The new laptop and tablet ban onboard flights heading to the US has hurt Qatar Airways’ business, its CEO admitted this week.
It also doesn’t actually make people safer, Akbar Al Baker told CNN.
The comments are a departure from remarks the official made late last month, when the ban was first introduced.
At the time, Al Baker said that the policy was simply a “security measure” that did not target Gulf airlines unfairly.
But now, he said that the measure is ineffective because it does not stop terrorists from carrying out attacks on planes that don’t have electronics bans.
“It was not necessary to frighten passengers and put a strain on airlines,” he told CNN, continuing:
“If (Trump) continues this way, at the end of the day you will have people sitting in the airplane with underwear and nothing (else) on them.”
US, UK restrictions
Since the end of March, electronic items larger than cell phones have not been permitted inside the cabin of aircraft flying to the US from 10 Middle Eastern cities, including Doha, Abu Dhabi and Dubai.
Instead, passengers must check their laptops, iPads and e-readers, among other devices. Nine airlines are affected by the ban, including Qatar Airways, Emirates, and Etihad.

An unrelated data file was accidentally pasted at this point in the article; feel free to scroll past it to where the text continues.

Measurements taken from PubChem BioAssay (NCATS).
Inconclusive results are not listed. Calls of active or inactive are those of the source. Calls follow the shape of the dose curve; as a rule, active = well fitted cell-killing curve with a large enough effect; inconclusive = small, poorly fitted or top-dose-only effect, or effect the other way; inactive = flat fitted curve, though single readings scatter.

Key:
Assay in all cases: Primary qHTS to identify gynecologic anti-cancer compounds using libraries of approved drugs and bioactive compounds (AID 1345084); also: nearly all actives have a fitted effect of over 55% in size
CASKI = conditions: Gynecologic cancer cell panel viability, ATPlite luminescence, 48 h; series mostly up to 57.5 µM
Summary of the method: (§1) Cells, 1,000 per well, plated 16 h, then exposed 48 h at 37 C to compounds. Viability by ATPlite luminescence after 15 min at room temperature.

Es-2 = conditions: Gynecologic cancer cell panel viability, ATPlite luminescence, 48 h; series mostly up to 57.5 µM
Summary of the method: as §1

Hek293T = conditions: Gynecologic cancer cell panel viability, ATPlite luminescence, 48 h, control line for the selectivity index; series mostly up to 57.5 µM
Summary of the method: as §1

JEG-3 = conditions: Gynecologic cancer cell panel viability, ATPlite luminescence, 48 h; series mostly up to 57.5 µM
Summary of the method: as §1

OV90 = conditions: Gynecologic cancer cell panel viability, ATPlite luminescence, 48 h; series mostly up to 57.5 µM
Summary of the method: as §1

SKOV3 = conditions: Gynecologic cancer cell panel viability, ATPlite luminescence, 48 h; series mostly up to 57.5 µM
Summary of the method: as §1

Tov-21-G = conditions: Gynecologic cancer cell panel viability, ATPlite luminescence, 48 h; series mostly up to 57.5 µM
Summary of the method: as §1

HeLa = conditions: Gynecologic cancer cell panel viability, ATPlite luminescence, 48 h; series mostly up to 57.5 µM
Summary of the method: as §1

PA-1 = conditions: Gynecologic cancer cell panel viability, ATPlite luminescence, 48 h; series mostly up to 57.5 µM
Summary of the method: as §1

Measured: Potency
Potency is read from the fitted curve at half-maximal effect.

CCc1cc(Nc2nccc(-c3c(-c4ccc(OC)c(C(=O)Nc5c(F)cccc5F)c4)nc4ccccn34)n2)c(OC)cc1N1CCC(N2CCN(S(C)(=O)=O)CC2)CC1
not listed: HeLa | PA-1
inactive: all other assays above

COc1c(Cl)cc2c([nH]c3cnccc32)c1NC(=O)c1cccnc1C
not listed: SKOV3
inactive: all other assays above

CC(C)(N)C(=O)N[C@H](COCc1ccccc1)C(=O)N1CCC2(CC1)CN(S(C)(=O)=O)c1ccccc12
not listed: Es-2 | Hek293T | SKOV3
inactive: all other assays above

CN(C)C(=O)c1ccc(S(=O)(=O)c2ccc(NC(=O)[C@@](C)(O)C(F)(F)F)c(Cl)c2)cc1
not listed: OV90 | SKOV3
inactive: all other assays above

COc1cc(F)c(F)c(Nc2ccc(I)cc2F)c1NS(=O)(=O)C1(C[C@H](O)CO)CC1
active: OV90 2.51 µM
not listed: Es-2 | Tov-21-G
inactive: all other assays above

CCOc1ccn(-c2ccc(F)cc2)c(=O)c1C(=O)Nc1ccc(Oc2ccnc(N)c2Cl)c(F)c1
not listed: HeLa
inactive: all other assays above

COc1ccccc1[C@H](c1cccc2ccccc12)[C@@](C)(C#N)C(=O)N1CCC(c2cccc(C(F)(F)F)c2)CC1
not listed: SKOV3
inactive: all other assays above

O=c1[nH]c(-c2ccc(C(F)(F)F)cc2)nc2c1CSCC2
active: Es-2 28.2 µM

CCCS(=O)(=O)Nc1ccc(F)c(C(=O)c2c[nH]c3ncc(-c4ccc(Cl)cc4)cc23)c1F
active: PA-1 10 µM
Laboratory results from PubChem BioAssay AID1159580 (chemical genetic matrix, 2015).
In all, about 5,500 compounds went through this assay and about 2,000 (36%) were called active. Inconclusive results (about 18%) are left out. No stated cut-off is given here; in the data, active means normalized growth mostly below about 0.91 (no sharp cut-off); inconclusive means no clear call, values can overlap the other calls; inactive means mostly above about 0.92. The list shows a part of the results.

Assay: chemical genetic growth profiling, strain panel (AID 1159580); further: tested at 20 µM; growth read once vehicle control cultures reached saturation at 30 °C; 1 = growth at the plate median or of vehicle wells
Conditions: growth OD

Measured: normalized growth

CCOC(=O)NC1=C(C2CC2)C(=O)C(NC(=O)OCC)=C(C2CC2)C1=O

No US carriers are on the list.
The UK has implemented a similar measure, but Gulf carriers are exempt from it.
When asked about the discrepancy, Al Baker told CNN that the US policy must have been “done in a hurry.”
He reiterated his support for President Donald Trump, someone he previously called a “friend,” but added the official must have been “ill-advised.”
To counter the ban, Qatar Airways has begun offering laptops to premium passengers. But Al Baker did admit that business has still been affected.
“Yes, we have had a drop in passengers, but it’s a manageable drop and people have started to realize that there are other ways to use laptops,” Al Baker said.
He added that each flight has seen perhaps 10 fewer passengers due to the ban. But because the airline flies to 10 US cities a day, the numbers must be adding up.
It is unclear how much longer the ban will be in place, though Emirates has previously expected it to last until at least this fall.